International Space Station
On Saturday at 1:11 p.m. Rome time (6:11 a.m. Minnesota time), Pope Benedict XVI will speak live via satellite with astronauts aboard the International Space Station.
The event, meant to honor the last flight of the Space Shuttle Endeavour, will be streamed on the Internet at the Vatican Radio-CTV site, according to the Holy See Press Office.
There are 12 astronauts aboard the space station, including Col. Roberto Vittori, an Italian who is part of the Endeavour’s crew and who is carrying a silver medal from the pope, Vatican Radio said.
Endeavour, which launched May 16 from the Kennedy Space Center in Florida, is scheduled to return to earth June 1.
While Vatican Radio said the communication by Pope Benedict would mark the first time a pope converses with astronauts while they are in space, it is not the first time a pope has sent a message to astronauts.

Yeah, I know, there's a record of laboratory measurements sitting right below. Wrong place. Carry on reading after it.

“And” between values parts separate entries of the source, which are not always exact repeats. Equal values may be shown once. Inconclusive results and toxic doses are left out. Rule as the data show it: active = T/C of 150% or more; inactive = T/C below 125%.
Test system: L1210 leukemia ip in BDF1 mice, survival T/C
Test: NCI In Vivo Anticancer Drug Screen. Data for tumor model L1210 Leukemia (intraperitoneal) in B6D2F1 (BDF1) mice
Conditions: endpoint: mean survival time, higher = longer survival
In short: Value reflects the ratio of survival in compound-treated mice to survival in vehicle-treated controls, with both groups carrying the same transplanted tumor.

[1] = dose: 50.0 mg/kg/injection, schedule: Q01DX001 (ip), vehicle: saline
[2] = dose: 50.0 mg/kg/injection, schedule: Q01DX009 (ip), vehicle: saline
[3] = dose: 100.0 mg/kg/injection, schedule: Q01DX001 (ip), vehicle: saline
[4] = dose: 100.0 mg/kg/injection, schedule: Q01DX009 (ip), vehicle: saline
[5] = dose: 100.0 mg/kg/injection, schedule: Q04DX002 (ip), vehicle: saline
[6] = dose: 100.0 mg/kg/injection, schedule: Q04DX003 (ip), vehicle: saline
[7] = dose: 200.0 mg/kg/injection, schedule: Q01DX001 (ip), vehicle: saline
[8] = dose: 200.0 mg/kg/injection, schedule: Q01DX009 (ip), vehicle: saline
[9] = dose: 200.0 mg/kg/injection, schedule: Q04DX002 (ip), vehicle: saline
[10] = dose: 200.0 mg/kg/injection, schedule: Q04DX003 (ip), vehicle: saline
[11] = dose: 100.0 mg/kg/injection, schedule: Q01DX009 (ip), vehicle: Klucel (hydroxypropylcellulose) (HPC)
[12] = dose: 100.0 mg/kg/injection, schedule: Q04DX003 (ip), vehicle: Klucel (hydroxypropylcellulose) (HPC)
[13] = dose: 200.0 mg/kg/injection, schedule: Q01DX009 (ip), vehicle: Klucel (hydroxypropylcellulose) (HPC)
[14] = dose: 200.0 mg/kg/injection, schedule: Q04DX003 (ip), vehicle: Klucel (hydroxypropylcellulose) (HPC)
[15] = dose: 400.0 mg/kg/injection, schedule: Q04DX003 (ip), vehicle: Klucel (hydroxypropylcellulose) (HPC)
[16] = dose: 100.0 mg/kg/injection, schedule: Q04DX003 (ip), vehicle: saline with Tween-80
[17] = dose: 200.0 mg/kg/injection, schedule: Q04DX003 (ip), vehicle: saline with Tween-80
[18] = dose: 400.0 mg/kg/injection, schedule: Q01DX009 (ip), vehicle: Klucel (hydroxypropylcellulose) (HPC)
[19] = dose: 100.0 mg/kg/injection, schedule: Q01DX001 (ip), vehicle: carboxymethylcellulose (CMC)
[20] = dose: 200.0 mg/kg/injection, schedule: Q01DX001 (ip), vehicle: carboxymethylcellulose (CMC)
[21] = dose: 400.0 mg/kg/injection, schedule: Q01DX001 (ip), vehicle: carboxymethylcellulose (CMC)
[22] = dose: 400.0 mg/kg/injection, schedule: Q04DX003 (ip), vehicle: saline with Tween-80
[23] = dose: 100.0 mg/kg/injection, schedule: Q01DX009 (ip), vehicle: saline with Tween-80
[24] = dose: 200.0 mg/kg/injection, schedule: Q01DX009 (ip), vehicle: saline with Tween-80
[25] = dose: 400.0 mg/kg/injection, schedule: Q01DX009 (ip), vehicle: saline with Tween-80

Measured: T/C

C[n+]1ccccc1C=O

Pope Paul VI sent a note to the Apollo 11 astronauts — Neil Armstrong, Michael Collins and Buzz Aldrin — to celebrate the first moon landing in 1969.
“Honor, greetings and blessings to you, conquerors of the moon, pale lamp of our nights and our dreams,” Pope Paul told them, according to a Catholic News Service story from 2009 marking the event’s 40th anniversary.
The pope also met with the astronauts later that year at the Vatican.
“Man has a natural urge to explore the unknown, to know the unknown; yet man has also a fear of the unknown,” he told them. “Your bravery has transcended this fear and through your intrepid adventure man has taken another step toward knowing more of the universe.”